Once this work was complete, this Dual 601 ran and played records absolutely beautifully. A few images describing some of these steps follow.

So here she is, sub-platter removed, showing the layout of the deck. You can see the central spindle bearing, speed change mechanism near the speed change lever and the tone-arm arrangement.
The first job is to remove the turntable mechanism from the chassis.
Some detail on the tone-arm stylus pressure adjustment. Note that this design utilizes a spring to provide the down-force, as opposed to a counterweight in other decks. Here the counterweight is set to achieve a zero-balance, with the spring doing the rest.
Speed change mechanism detail…
Here we see the underside of the deck, with main orange cam which controls the deck function. The motor is situated at the bottom-right, arm return mechanism is at the top-left.
The control cam in more detail. this needs to be cleaned and carefully greased.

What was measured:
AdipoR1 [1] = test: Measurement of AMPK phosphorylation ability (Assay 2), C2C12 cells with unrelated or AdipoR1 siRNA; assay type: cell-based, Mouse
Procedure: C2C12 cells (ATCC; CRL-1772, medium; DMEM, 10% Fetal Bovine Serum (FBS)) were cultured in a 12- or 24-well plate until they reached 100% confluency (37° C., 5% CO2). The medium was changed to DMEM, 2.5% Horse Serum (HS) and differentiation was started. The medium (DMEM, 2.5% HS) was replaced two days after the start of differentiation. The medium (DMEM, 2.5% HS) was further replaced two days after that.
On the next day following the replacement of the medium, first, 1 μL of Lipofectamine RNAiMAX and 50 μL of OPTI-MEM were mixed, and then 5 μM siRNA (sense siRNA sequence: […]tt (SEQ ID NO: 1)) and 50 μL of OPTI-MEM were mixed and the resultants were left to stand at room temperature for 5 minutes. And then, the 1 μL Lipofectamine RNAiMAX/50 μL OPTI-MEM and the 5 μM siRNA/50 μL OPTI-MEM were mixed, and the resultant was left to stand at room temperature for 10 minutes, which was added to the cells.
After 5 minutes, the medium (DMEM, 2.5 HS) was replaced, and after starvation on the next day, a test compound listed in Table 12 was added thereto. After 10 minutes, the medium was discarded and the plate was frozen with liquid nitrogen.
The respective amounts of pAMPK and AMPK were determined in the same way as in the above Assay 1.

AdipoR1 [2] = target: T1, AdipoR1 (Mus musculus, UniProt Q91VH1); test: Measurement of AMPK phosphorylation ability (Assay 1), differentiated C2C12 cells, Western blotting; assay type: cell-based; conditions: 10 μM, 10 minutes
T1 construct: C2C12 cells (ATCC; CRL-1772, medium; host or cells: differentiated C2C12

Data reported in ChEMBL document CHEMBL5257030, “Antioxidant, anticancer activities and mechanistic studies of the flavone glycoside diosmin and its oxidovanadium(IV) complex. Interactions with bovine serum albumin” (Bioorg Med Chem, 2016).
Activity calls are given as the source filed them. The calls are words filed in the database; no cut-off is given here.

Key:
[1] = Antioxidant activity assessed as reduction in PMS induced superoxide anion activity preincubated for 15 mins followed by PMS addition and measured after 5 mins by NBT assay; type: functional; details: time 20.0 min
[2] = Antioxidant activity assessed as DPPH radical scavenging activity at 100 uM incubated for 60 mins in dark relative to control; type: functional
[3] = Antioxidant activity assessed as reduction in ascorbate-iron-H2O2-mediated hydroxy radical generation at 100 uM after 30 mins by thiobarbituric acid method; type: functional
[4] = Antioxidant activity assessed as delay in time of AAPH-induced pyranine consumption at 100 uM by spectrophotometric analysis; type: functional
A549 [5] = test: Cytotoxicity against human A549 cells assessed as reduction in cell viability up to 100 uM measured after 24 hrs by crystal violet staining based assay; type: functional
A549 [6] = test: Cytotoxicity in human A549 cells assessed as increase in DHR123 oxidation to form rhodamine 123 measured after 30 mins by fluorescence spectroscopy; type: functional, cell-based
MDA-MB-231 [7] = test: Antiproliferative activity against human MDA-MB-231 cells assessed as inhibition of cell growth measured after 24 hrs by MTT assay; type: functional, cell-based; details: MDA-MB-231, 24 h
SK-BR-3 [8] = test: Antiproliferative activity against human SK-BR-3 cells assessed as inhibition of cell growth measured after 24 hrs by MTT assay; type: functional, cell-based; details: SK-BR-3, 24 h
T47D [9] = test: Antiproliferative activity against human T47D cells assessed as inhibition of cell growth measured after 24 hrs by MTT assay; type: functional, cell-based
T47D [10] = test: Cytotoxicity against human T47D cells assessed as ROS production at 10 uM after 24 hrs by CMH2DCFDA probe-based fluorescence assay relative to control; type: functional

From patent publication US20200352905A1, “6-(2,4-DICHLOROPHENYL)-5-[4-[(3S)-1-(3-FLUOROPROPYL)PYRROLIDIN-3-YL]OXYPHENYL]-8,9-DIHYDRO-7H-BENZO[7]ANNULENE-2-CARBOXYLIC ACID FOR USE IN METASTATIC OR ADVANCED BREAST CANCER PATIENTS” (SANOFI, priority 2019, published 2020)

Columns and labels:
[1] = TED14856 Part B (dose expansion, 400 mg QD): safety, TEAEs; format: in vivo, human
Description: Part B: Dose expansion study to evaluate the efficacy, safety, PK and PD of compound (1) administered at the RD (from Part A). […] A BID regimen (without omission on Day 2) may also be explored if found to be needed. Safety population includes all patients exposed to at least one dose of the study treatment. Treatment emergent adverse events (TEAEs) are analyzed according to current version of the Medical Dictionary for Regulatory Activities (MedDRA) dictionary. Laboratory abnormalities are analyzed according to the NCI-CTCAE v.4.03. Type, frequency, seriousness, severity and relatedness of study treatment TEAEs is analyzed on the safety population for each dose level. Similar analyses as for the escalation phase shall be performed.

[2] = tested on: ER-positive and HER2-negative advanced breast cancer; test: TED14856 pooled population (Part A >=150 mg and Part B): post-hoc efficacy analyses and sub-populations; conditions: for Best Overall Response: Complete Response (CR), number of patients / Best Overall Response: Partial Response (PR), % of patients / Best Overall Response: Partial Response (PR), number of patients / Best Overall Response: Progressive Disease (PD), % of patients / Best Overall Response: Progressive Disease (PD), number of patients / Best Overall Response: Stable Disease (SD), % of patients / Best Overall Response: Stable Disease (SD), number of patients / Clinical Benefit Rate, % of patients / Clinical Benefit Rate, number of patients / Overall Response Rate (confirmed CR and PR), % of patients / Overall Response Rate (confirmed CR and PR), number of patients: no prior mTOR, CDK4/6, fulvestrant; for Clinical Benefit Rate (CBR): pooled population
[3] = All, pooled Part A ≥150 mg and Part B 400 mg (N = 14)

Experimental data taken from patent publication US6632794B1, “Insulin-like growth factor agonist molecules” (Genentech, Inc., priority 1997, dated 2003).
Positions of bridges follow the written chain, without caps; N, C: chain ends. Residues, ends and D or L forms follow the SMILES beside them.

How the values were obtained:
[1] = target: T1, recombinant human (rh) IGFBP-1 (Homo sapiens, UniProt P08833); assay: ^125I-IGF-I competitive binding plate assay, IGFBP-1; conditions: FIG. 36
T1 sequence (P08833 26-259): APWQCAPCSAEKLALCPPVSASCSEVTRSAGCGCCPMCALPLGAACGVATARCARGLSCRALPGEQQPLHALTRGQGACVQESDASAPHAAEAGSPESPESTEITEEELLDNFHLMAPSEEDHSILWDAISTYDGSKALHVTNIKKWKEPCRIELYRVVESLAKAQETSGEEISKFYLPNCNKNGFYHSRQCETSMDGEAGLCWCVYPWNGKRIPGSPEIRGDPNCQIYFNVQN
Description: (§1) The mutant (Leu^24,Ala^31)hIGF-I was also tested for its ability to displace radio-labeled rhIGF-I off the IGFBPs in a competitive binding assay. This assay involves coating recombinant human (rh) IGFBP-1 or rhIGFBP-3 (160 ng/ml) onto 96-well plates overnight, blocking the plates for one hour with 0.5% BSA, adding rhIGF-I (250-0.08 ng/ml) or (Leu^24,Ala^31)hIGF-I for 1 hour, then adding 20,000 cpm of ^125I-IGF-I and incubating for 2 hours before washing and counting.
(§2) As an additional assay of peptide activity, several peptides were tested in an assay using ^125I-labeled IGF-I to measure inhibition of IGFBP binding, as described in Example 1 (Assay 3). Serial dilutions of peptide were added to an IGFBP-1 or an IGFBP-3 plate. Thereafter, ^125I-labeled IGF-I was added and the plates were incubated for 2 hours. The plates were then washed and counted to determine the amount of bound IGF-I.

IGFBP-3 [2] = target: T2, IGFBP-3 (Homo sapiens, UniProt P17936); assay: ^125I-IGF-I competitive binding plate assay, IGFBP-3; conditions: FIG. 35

And this is the dreaded arm-return mechanism. this causes problems on basically all of these decks, but it is easily remedied.
After reassembly, we are playing a test record and checking for auto-return functionality.
And here she is, all serviced, repaired and good to go!

Dual 601 Belt-Drive Turntable

$500 - $1200 AUD





Sound quality







  • Solid metal and wood build
  • Servicability
  • Heavy flywheel and platter
  • Good sound quality


  • Quirky design aspects, including headshell
  • Low-mass arm limits cartridge options
  • Maintenance needed reasonably frequently

14 thoughts on “Dual 601 Belt-Drive Turntable Repair & Review”

    1. Hi John, the 601, like many other Duals, uses three screws which hold the deck to the chassis. These must be loosened and moved out the slot they sit in to release the deck. Be very careful, it’s very easy to make one of these much worse if you don’t know what you are doing. These Dual decks are mechanically complex, you need several types and grades of lubricants and there are many points to lubricate and/or adjust.

    1. Hi, the first thing I suggest you do is search for a manual, that way you’ll be able to get your head around the sometimes slightly unusual Dual control layout on these older decks. Speed switching on Duals is on the left. Also, have your deck thoroughly serviced if it hasn’t been done in a few years, these mechanical decks absolutely thrive on regular maintenance and were designed to receive it.